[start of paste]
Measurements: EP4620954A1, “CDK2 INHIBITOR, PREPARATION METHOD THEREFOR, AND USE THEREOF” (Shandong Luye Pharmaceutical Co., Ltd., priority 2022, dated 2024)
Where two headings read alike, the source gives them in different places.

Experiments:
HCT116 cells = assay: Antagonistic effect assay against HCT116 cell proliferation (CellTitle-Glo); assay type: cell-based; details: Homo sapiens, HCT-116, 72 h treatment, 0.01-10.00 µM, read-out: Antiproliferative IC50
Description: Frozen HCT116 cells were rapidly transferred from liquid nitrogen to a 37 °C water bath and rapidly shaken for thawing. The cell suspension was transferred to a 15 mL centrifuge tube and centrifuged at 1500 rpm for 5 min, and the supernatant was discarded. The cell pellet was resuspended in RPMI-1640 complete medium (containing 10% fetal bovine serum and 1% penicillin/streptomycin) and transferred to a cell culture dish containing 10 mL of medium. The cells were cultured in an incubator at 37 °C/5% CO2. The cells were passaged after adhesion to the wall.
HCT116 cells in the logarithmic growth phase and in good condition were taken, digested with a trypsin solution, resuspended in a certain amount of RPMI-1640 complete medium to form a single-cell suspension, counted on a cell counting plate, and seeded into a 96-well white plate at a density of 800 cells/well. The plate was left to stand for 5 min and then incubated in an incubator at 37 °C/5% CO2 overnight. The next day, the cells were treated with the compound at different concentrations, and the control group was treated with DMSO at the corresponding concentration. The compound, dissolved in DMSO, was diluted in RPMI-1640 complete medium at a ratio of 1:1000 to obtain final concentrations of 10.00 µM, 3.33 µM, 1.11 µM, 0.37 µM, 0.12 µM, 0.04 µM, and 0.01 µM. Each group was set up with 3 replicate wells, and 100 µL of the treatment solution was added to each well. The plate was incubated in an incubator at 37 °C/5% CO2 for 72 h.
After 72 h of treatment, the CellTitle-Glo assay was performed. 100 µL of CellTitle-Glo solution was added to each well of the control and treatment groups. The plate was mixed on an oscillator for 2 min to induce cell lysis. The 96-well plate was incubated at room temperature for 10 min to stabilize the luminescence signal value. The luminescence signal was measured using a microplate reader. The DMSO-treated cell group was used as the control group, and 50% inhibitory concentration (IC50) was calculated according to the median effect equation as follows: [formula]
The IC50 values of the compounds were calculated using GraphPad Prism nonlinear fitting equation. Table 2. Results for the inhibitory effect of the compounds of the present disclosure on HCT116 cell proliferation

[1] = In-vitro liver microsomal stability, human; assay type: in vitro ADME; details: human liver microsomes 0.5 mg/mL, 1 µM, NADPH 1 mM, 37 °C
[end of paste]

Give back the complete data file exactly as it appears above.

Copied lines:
Measurements: EP4620954A1, “CDK2 INHIBITOR, PREPARATION METHOD THEREFOR, AND USE THEREOF” (Shandong Luye Pharmaceutical Co., Ltd., priority 2022, dated 2024)
Where two headings read alike, the source gives them in different places.

Experiments:
HCT116 cells = assay: Antagonistic effect assay against HCT116 cell proliferation (CellTitle-Glo); assay type: cell-based; details: Homo sapiens, HCT-116, 72 h treatment, 0.01-10.00 µM, read-out: Antiproliferative IC50
Description: Frozen HCT116 cells were rapidly transferred from liquid nitrogen to a 37 °C water bath and rapidly shaken for thawing. The cell suspension was transferred to a 15 mL centrifuge tube and centrifuged at 1500 rpm for 5 min, and the supernatant was discarded. The cell pellet was resuspended in RPMI-1640 complete medium (containing 10% fetal bovine serum and 1% penicillin/streptomycin) and transferred to a cell culture dish containing 10 mL of medium. The cells were cultured in an incubator at 37 °C/5% CO2. The cells were passaged after adhesion to the wall.
HCT116 cells in the logarithmic growth phase and in good condition were taken, digested with a trypsin solution, resuspended in a certain amount of RPMI-1640 complete medium to form a single-cell suspension, counted on a cell counting plate, and seeded into a 96-well white plate at a density of 800 cells/well. The plate was left to stand for 5 min and then incubated in an incubator at 37 °C/5% CO2 overnight. The next day, the cells were treated with the compound at different concentrations, and the control group was treated with DMSO at the corresponding concentration. The compound, dissolved in DMSO, was diluted in RPMI-1640 complete medium at a ratio of 1:1000 to obtain final concentrations of 10.00 µM, 3.33 µM, 1.11 µM, 0.37 µM, 0.12 µM, 0.04 µM, and 0.01 µM. Each group was set up with 3 replicate wells, and 100 µL of the treatment solution was added to each well. The plate was incubated in an incubator at 37 °C/5% CO2 for 72 h.
After 72 h of treatment, the CellTitle-Glo assay was performed. 100 µL of CellTitle-Glo solution was added to each well of the control and treatment groups. The plate was mixed on an oscillator for 2 min to induce cell lysis. The 96-well plate was incubated at room temperature for 10 min to stabilize the luminescence signal value. The luminescence signal was measured using a microplate reader. The DMSO-treated cell group was used as the control group, and 50% inhibitory concentration (IC50) was calculated according to the median effect equation as follows: [formula]
The IC50 values of the compounds were calculated using GraphPad Prism nonlinear fitting equation. Table 2. Results for the inhibitory effect of the compounds of the present disclosure on HCT116 cell proliferation

[1] = In-vitro liver microsomal stability, human; assay type: in vitro ADME; details: human liver microsomes 0.5 mg/mL, 1 µM, NADPH 1 mM, 37 °C